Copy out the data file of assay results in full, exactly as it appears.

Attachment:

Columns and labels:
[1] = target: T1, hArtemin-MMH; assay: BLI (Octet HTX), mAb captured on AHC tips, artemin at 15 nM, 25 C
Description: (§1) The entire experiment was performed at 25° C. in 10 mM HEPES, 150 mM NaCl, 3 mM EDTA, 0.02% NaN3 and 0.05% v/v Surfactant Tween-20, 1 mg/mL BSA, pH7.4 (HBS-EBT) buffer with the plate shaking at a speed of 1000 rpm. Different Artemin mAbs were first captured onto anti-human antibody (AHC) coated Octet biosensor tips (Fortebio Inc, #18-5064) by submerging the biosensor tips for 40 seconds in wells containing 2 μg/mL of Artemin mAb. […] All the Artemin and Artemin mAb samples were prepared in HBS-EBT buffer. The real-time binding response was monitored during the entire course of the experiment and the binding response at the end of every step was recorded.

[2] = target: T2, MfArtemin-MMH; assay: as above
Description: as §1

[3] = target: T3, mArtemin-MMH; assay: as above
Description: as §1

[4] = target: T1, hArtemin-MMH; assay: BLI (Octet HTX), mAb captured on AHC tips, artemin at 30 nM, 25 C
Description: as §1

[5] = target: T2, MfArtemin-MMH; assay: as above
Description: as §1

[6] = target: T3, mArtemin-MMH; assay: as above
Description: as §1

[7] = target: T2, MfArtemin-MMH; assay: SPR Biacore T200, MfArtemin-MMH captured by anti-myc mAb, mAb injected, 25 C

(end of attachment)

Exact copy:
Columns and labels:
[1] = target: T1, hArtemin-MMH; assay: BLI (Octet HTX), mAb captured on AHC tips, artemin at 15 nM, 25 C
Description: (§1) The entire experiment was performed at 25° C. in 10 mM HEPES, 150 mM NaCl, 3 mM EDTA, 0.02% NaN3 and 0.05% v/v Surfactant Tween-20, 1 mg/mL BSA, pH7.4 (HBS-EBT) buffer with the plate shaking at a speed of 1000 rpm. Different Artemin mAbs were first captured onto anti-human antibody (AHC) coated Octet biosensor tips (Fortebio Inc, #18-5064) by submerging the biosensor tips for 40 seconds in wells containing 2 μg/mL of Artemin mAb. […] All the Artemin and Artemin mAb samples were prepared in HBS-EBT buffer. The real-time binding response was monitored during the entire course of the experiment and the binding response at the end of every step was recorded.

[2] = target: T2, MfArtemin-MMH; assay: as above
Description: as §1

[3] = target: T3, mArtemin-MMH; assay: as above
Description: as §1

[4] = target: T1, hArtemin-MMH; assay: BLI (Octet HTX), mAb captured on AHC tips, artemin at 30 nM, 25 C
Description: as §1

[5] = target: T2, MfArtemin-MMH; assay: as above
Description: as §1

[6] = target: T3, mArtemin-MMH; assay: as above
Description: as §1

[7] = target: T2, MfArtemin-MMH; assay: SPR Biacore T200, MfArtemin-MMH captured by anti-myc mAb, mAb injected, 25 C